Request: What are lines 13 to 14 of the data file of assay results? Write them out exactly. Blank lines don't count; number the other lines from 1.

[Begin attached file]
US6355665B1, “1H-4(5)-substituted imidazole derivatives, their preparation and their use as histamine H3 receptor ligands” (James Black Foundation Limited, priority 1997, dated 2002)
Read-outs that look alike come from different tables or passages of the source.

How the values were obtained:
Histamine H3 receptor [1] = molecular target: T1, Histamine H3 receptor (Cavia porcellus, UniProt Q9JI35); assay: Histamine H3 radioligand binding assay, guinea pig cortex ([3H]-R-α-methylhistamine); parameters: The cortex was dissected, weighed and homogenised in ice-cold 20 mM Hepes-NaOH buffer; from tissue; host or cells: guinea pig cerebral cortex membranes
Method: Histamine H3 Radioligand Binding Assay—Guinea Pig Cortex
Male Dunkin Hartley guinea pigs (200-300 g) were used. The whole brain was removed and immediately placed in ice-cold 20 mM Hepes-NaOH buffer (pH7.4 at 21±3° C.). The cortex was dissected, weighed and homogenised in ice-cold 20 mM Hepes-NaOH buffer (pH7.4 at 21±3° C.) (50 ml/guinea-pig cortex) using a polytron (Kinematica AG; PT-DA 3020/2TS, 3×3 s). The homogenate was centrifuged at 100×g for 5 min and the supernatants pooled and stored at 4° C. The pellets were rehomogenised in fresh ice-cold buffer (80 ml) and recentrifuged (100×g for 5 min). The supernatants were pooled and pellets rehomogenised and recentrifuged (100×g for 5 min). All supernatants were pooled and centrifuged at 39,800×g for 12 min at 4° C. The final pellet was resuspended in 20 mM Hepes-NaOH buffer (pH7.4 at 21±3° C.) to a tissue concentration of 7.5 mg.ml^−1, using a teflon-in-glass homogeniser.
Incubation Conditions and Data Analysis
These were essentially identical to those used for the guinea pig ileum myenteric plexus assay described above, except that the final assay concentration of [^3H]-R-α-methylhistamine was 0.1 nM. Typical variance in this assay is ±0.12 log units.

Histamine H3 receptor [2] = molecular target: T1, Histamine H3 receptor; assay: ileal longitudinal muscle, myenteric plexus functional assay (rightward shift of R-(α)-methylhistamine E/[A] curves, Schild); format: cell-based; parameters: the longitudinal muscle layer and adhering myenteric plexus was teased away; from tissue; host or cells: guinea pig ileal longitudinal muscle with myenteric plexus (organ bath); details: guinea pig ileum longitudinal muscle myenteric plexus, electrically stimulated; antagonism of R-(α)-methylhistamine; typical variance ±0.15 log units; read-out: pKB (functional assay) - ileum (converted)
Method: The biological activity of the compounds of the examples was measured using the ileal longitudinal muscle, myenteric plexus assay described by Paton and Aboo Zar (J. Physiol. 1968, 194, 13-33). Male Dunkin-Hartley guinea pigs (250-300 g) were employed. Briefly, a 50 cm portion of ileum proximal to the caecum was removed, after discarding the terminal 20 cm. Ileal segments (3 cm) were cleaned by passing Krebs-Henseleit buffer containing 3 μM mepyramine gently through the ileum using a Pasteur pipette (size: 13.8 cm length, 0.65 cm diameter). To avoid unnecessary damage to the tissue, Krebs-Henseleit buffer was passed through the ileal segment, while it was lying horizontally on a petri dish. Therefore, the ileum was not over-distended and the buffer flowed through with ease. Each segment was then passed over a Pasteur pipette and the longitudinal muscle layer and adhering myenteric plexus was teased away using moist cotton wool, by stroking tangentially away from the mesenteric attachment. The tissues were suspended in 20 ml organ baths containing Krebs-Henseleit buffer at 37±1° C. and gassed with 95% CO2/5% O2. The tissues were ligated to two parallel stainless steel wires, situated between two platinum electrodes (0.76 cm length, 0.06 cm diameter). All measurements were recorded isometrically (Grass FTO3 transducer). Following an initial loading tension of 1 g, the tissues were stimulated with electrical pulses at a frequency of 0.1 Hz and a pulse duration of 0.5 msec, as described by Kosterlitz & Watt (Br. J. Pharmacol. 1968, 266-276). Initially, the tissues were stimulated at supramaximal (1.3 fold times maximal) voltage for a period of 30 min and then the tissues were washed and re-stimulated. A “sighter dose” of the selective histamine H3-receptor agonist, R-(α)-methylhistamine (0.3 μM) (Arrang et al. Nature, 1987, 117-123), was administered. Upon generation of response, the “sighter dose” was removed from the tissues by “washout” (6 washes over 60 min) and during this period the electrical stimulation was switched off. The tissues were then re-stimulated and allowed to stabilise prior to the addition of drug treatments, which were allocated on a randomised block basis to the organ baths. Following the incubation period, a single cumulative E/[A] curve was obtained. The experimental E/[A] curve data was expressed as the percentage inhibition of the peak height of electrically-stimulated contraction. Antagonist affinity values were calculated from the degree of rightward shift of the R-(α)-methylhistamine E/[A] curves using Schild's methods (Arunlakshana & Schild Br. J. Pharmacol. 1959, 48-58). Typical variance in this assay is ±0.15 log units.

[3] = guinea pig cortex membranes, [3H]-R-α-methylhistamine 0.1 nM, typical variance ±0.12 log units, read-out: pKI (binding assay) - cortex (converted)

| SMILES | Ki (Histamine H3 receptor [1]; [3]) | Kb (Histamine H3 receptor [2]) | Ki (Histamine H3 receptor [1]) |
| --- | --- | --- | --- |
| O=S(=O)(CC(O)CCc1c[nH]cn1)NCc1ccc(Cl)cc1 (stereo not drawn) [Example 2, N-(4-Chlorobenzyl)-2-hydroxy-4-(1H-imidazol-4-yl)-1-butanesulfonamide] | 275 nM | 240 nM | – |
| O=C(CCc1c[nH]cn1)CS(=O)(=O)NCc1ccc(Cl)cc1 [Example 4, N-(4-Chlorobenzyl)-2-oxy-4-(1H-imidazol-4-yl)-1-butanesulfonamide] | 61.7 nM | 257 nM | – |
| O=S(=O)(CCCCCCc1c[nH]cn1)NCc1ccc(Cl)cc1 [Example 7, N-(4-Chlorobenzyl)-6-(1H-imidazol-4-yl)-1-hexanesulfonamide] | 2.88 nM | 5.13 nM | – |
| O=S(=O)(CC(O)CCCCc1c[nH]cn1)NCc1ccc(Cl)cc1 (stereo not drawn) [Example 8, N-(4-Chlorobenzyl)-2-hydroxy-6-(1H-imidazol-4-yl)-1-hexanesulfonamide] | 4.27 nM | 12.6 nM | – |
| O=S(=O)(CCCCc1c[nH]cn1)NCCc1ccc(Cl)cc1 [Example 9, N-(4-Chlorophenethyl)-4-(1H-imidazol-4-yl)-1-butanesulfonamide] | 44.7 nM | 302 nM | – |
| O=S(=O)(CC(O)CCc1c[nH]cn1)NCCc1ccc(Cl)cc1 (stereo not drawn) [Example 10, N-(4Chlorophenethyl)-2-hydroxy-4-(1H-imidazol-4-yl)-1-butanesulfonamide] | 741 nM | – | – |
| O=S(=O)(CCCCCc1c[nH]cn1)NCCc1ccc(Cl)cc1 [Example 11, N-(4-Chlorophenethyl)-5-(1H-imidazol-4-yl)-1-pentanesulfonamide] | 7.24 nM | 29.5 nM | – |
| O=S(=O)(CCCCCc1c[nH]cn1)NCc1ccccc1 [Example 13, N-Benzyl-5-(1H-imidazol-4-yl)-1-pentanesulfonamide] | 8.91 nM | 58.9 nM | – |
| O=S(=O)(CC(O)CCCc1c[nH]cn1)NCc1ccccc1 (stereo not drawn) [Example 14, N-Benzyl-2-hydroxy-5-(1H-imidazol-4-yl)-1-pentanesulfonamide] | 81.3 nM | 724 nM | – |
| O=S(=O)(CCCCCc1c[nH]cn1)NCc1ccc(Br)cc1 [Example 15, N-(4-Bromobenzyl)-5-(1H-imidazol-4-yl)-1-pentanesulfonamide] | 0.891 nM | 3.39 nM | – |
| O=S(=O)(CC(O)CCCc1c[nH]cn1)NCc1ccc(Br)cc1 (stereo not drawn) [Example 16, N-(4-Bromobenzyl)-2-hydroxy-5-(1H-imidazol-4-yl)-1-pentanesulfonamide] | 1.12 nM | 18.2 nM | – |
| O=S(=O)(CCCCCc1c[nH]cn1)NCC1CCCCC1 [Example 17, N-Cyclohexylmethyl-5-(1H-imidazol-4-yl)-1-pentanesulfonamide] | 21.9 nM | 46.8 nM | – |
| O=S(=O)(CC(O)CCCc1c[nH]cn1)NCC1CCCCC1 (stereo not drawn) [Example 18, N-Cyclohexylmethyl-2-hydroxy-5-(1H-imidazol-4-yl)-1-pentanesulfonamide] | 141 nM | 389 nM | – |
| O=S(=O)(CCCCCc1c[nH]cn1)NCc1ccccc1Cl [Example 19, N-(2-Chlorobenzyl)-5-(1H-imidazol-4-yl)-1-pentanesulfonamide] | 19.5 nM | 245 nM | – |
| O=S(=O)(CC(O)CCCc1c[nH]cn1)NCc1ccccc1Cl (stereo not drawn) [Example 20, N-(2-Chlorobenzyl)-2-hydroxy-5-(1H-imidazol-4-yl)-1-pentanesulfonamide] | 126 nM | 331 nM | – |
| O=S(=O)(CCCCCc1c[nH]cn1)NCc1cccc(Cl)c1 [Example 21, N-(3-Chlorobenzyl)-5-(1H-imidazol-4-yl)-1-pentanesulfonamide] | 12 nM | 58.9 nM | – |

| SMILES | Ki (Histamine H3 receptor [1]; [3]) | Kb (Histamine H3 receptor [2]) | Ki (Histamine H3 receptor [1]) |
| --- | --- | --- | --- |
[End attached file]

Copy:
| --- | --- | --- | --- |
| O=S(=O)(CC(O)CCc1c[nH]cn1)NCc1ccc(Cl)cc1 (stereo not drawn) [Example 2, N-(4-Chlorobenzyl)-2-hydroxy-4-(1H-imidazol-4-yl)-1-butanesulfonamide] | 275 nM | 240 nM | – |